“The followers of most holy Poverty, having nothing, loved nothing, and therefore had no fear of losing anything.  They were content with a tunic only, patched sometimes within and without; no elegance was seen in it, but great abjectness and vileness, to the end they might wholly appear therein as crucified to the world.  They were girt with a cord, and wore drawers of common stuff, and they were piously intent upon remaining in that state, and to have nothing more.  Everywhere, therefore, they were secure, nor kept in suspense by any fear, distracted by no care, they awaited the morrow without solicitude, nor, though oftentimes in great straits in their journeys, were they ever in anxiety about a night’s lodging.  For when, as often happened, they lacked a lodging in the coldest weather, an oven sheltered them, or, at least, they lay hid by night humbly in underground places or in caves.  And by day those who knew how to, worked with their hands, and they stayed in lepers’ houses, or in other decent places, serving all with humility and devotion.

                                              –The Life of Saint Francis, Thomas of Celano, Chapter XV




Marian Devotion

Sometimes, the virtues cross into areas that make some people feel uncomfortable.  One of the things that I’ve encountered from a lot of my Protestant friends is the idea that Marian devotion isn’t something that’s scripturally sanctioned, and so, it’s a kind of heresy.

I get it.  I was walking my dog today and thinking about it, and yes!  I understand why a lot of people who aren’t Catholics find Marian devotion sort of odd, lumped in with a lot of other things that some people find odd about Catholicism.


Rather than get into why we practice these devotions, I want to take the time in the blog post this week to explain what I’ve gotten out of these devotions, what these practices do to help strengthen my faith, and why I want to continue to do them.  More importantly, why Marian devotion is even more important for those of us who are members of the gender and sexually diverse community.

Our Lady of Guadalupe, although not officially sanctioned, is the manifestation of Our Lady whom I believe to be the most empathic to our community, and here’s why.  As an advocate, She appeared in a way that millions of people could relate to culturally in ways that people who were not members of the culture couldn’t see.  For one, the image was produced in a way that was culturally interpreted as a codex:  namely, the entire image is presented so that images on the cloak, positions of Our Lady’s feet in dancing posture, even the reflections in the eyes which under examination show reflections as in a room, as in how human eyes would appear if photographed, all are presented in such a way that individuals and elders familiar with reading indigenous texts.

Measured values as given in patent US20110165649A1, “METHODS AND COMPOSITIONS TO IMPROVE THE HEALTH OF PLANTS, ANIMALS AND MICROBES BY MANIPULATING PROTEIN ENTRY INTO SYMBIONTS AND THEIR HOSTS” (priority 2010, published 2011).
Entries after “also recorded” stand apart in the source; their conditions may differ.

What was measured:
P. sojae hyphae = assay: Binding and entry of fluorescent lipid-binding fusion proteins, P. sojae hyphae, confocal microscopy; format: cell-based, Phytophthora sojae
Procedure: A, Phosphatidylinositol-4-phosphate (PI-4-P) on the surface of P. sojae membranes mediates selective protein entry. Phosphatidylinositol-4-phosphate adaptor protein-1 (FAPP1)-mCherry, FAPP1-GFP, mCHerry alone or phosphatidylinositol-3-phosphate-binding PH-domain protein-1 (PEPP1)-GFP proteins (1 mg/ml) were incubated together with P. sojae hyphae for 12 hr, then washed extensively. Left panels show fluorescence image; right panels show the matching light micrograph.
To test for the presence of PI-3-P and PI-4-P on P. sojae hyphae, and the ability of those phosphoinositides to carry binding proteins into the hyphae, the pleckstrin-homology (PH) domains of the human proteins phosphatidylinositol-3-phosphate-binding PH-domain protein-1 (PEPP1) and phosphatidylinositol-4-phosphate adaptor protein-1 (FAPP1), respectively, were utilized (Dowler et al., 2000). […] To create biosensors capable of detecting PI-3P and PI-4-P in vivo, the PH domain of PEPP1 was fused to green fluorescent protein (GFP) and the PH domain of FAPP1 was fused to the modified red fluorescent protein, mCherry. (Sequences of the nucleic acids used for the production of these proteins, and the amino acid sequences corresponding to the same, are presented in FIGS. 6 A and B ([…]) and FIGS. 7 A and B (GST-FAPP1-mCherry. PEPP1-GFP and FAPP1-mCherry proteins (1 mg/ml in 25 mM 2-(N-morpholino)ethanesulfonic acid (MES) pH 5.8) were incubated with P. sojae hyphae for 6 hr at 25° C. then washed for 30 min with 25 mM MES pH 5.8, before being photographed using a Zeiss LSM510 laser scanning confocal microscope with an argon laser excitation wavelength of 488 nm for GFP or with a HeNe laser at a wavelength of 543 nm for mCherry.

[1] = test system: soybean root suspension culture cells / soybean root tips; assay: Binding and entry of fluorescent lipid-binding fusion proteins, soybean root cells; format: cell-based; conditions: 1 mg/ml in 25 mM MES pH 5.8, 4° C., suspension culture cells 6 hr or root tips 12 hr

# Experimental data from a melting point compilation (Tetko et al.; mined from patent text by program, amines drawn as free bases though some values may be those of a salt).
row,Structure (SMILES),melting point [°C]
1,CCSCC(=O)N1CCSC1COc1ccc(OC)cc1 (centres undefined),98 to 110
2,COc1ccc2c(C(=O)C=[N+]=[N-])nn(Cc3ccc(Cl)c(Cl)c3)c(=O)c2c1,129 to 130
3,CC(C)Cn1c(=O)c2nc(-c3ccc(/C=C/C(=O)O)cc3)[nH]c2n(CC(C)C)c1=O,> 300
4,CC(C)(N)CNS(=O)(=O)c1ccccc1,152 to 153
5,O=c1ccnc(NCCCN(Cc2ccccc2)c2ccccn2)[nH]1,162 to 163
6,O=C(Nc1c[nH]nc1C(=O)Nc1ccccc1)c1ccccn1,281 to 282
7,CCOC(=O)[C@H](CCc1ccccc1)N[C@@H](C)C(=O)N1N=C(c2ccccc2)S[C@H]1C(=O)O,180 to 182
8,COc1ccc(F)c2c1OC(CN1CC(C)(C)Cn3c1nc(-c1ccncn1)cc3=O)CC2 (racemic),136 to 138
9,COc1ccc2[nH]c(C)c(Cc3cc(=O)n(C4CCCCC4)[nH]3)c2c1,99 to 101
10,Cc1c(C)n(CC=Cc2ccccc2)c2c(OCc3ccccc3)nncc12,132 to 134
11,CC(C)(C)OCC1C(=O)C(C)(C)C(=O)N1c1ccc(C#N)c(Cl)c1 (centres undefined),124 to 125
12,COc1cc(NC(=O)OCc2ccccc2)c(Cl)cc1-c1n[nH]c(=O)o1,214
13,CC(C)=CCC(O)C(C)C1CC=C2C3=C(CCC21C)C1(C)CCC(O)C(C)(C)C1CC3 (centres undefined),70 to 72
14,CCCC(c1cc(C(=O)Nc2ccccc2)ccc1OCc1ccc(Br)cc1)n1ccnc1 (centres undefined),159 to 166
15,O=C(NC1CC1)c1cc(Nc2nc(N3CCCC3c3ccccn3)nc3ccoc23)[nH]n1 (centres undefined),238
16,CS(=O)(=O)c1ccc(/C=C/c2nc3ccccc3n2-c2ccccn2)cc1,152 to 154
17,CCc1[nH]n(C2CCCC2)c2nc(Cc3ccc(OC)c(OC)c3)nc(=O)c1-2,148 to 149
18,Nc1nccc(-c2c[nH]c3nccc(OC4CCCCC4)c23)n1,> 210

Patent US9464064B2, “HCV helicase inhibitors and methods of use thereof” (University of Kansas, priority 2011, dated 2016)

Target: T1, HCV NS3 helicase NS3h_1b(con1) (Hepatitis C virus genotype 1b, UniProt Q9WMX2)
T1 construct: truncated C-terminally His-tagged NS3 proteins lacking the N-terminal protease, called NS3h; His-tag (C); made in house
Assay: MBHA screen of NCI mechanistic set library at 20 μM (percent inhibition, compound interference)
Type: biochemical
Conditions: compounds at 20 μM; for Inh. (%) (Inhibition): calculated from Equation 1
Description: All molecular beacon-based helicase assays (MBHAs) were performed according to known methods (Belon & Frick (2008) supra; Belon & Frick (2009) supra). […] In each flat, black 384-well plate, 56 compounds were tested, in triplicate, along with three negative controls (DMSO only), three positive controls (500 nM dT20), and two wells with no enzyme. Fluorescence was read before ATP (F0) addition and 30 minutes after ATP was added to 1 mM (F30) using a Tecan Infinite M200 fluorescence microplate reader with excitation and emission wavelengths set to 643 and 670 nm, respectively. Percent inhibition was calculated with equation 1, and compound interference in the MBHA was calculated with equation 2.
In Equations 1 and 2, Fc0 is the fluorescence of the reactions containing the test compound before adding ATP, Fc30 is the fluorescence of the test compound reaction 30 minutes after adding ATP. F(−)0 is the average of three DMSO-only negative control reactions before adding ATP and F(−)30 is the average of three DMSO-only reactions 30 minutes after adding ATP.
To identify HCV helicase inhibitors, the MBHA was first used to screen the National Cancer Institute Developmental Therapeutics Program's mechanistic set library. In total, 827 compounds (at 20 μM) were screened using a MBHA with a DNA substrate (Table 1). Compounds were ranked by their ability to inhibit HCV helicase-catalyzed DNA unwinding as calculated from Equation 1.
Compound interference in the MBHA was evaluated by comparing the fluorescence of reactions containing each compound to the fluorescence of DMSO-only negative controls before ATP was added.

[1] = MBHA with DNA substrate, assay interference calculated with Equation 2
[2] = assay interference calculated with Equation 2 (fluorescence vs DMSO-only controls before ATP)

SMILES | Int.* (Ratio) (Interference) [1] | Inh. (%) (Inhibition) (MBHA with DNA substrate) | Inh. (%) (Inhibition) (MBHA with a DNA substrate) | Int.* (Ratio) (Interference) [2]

A manifestation of the divine presented itself in a way that, up until then, had always manifested itself in a western style.

In other words:  Divinity presented through the lens of diversity.

The rosary is something that I try and pray every day; the focus of verbal prayer combined with the movement of beads through my hand, the focus of the mind on images from the life of Christ, and intentions of the people I’m praying for.  During the day, I recite the “Ave Maria” repeatedly in my mind over and over.  When I was in the midst of the hardest depression, I would reach out in prayer to try and find solace.  As I grew stronger and overcame a lot of my depression, I’ve found that from time to time my brain tries to get back into that imbalanced way of thinking.  The Ave Maria has been a strong way of focusing my mind away from those kinds of thoughts that bring me into depression and anxiety.  It doesn’t always stop the depression or the anxious feelings, but it does help to keep my head above water.

But more importantly, from a Franciscan perspective, Marian devotion helps us to connect with a kind of love that, on earth, I believe is the closest love to Divine Love;  namely, the love of a mother for her children.